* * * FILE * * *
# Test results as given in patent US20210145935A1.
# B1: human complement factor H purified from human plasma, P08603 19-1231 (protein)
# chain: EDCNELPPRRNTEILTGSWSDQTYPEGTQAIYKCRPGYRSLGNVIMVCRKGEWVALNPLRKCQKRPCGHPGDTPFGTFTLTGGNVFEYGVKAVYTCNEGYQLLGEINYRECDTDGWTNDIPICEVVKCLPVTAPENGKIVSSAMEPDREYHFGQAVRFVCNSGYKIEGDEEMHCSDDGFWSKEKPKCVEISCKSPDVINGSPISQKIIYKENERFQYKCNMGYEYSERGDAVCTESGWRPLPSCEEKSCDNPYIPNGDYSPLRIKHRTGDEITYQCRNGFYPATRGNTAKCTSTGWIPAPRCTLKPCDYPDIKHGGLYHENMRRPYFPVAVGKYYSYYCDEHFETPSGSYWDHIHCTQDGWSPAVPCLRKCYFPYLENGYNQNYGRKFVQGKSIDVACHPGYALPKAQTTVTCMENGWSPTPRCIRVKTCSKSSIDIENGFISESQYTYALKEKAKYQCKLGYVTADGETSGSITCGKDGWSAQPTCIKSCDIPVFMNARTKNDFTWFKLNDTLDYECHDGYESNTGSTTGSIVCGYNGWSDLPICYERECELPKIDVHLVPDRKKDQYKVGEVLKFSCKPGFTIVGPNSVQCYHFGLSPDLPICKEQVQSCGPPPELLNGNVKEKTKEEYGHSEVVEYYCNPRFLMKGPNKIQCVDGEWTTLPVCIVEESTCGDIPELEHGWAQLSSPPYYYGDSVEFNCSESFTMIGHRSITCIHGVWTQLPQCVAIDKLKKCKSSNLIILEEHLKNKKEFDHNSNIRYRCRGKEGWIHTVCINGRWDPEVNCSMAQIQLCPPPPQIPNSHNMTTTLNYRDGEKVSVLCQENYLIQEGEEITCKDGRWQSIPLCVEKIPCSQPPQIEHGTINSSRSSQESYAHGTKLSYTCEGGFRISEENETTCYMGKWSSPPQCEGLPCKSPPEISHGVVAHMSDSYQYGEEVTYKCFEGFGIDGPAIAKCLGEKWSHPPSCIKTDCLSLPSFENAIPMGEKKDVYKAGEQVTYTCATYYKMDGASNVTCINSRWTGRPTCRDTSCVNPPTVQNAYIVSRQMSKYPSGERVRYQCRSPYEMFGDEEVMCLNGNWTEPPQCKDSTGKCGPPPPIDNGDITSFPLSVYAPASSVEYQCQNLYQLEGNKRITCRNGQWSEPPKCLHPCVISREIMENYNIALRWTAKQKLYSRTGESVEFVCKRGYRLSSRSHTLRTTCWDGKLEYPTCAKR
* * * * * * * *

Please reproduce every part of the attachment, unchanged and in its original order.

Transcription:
# Test results as given in patent US20210145935A1.
# B1: human complement factor H purified from human plasma, P08603 19-1231 (protein)
# chain: EDCNELPPRRNTEILTGSWSDQTYPEGTQAIYKCRPGYRSLGNVIMVCRKGEWVALNPLRKCQKRPCGHPGDTPFGTFTLTGGNVFEYGVKAVYTCNEGYQLLGEINYRECDTDGWTNDIPICEVVKCLPVTAPENGKIVSSAMEPDREYHFGQAVRFVCNSGYKIEGDEEMHCSDDGFWSKEKPKCVEISCKSPDVINGSPISQKIIYKENERFQYKCNMGYEYSERGDAVCTESGWRPLPSCEEKSCDNPYIPNGDYSPLRIKHRTGDEITYQCRNGFYPATRGNTAKCTSTGWIPAPRCTLKPCDYPDIKHGGLYHENMRRPYFPVAVGKYYSYYCDEHFETPSGSYWDHIHCTQDGWSPAVPCLRKCYFPYLENGYNQNYGRKFVQGKSIDVACHPGYALPKAQTTVTCMENGWSPTPRCIRVKTCSKSSIDIENGFISESQYTYALKEKAKYQCKLGYVTADGETSGSITCGKDGWSAQPTCIKSCDIPVFMNARTKNDFTWFKLNDTLDYECHDGYESNTGSTTGSIVCGYNGWSDLPICYERECELPKIDVHLVPDRKKDQYKVGEVLKFSCKPGFTIVGPNSVQCYHFGLSPDLPICKEQVQSCGPPPELLNGNVKEKTKEEYGHSEVVEYYCNPRFLMKGPNKIQCVDGEWTTLPVCIVEESTCGDIPELEHGWAQLSSPPYYYGDSVEFNCSESFTMIGHRSITCIHGVWTQLPQCVAIDKLKKCKSSNLIILEEHLKNKKEFDHNSNIRYRCRGKEGWIHTVCINGRWDPEVNCSMAQIQLCPPPPQIPNSHNMTTTLNYRDGEKVSVLCQENYLIQEGEEITCKDGRWQSIPLCVEKIPCSQPPQIEHGTINSSRSSQESYAHGTKLSYTCEGGFRISEENETTCYMGKWSSPPQCEGLPCKSPPEISHGVVAHMSDSYQYGEEVTYKCFEGFGIDGPAIAKCLGEKWSHPPSCIKTDCLSLPSFENAIPMGEKKDVYKAGEQVTYTCATYYKMDGASNVTCINSRWTGRPTCRDTSCVNPPTVQNAYIVSRQMSKYPSGERVRYQCRSPYEMFGDEEVMCLNGNWTEPPQCKDSTGKCGPPPPIDNGDITSFPLSVYAPASSVEYQCQNLYQLEGNKRITCRNGQWSEPPKCLHPCVISREIMENYNIALRWTAKQKLYSRTGESVEFVCKRGYRLSSRSHTLRTTCWDGKLEYPTCAKR